Pregnancy outcome of women exposed to azathioprine during pregnancy


  • Presented at the 16th annual meeting of The European Network of Teratogen Information Services (ENTIS), September 2, 2005, Harlem, The Netherlands and at the annual meeting of the American Society of Clinical Pharmacology and Therapeutics (ASCPT), March 21–25, 2007, Anaheim California.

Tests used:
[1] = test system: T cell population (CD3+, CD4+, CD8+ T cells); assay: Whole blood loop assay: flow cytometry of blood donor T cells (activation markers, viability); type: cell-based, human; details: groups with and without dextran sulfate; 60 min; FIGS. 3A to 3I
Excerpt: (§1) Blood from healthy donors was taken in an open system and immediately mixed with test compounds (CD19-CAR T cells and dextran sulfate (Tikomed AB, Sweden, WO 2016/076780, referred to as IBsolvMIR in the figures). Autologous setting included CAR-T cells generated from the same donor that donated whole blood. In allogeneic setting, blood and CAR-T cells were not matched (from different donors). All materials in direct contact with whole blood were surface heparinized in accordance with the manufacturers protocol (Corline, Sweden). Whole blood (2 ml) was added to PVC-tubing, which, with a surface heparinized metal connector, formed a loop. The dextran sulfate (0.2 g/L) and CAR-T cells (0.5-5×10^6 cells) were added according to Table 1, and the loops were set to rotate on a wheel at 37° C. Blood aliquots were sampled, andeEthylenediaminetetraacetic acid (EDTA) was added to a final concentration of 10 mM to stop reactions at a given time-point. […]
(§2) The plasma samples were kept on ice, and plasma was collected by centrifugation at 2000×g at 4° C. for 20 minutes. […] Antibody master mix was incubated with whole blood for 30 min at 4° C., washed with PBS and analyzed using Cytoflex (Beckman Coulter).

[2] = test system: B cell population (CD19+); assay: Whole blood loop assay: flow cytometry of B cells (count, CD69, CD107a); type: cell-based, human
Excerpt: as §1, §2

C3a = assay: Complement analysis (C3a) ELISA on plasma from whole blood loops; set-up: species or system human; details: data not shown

BACKGROUND Azathioprine (AZP) interferes with nucleic acid synthesis and is teratogenic in animals. In view of the paucity of information on the use of AZP during pregnancy we investigated this subject in a prospective, controlled, multicenter study. Our objective was too determine whether exposure to AZP during pregnancy increases the risk for major malformations and to determine the effect on pregnancy outcome. METHODS Pregnant women on AZP who contacted one of seven teratogen information services were compared to a cohort of pregnant women who contacted two of the seven teratogen information services and took nonteratogenic treatments during their pregnancy. RESULTS Follow-up was completed on 189 women in the AZP group and compared to 230 women in the control group. The rate of major malformations did not differ between groups with six neonates in each; the AZP rate was 3.5% and the control group rate was 3.0% (p = .775; OR 1.17; CI: 0.37, 3.69). The mean birth weight and gestational age were lower in the AZP group (2,995 g vs. 3,252 g [p = .001, difference of mean: 257, 95% CI: 106.3, 408.1] and 37.8 weeks vs. 39.1 weeks [p = .001, difference of mean: 1.3, 95% CI: .5, 2.0], respectively). The AZP group had more cases of prematurity (21.4% vs. 5.2% [p < .001; OR 4.0; 95% CI: 2.0, 8.06]) and low birth weight (23% vs. 6.0% [p < .001; OR 3.81; 95% CI: 2.0, 7.2]). CONCLUSIONS These results suggest that AZP (50–100 mg/day) does not triple the rate of birth defects; however, it is associated with lower birth weight, gestational age, and prematurity. Larger studies are needed to confirm these observations. © 2007 Wiley-Liss, Inc.